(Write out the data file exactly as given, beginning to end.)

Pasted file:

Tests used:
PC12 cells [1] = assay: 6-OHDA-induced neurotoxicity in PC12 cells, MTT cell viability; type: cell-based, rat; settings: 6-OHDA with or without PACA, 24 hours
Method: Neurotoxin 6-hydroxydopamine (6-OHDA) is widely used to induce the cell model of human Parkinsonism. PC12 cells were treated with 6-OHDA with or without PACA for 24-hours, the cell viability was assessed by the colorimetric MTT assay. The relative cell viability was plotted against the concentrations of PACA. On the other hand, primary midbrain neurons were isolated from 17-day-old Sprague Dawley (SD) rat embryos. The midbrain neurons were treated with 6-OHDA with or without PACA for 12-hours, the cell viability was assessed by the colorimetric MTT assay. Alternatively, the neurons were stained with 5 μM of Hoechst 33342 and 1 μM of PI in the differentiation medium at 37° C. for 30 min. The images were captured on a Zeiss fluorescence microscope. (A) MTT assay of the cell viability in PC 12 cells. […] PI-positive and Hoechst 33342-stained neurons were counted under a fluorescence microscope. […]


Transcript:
Tests used:
PC12 cells [1] = assay: 6-OHDA-induced neurotoxicity in PC12 cells, MTT cell viability; type: cell-based, rat; settings: 6-OHDA with or without PACA, 24 hours
Method: Neurotoxin 6-hydroxydopamine (6-OHDA) is widely used to induce the cell model of human Parkinsonism. PC12 cells were treated with 6-OHDA with or without PACA for 24-hours, the cell viability was assessed by the colorimetric MTT assay. The relative cell viability was plotted against the concentrations of PACA. On the other hand, primary midbrain neurons were isolated from 17-day-old Sprague Dawley (SD) rat embryos. The midbrain neurons were treated with 6-OHDA with or without PACA for 12-hours, the cell viability was assessed by the colorimetric MTT assay. Alternatively, the neurons were stained with 5 μM of Hoechst 33342 and 1 μM of PI in the differentiation medium at 37° C. for 30 min. The images were captured on a Zeiss fluorescence microscope. (A) MTT assay of the cell viability in PC 12 cells. […] PI-positive and Hoechst 33342-stained neurons were counted under a fluorescence microscope. […]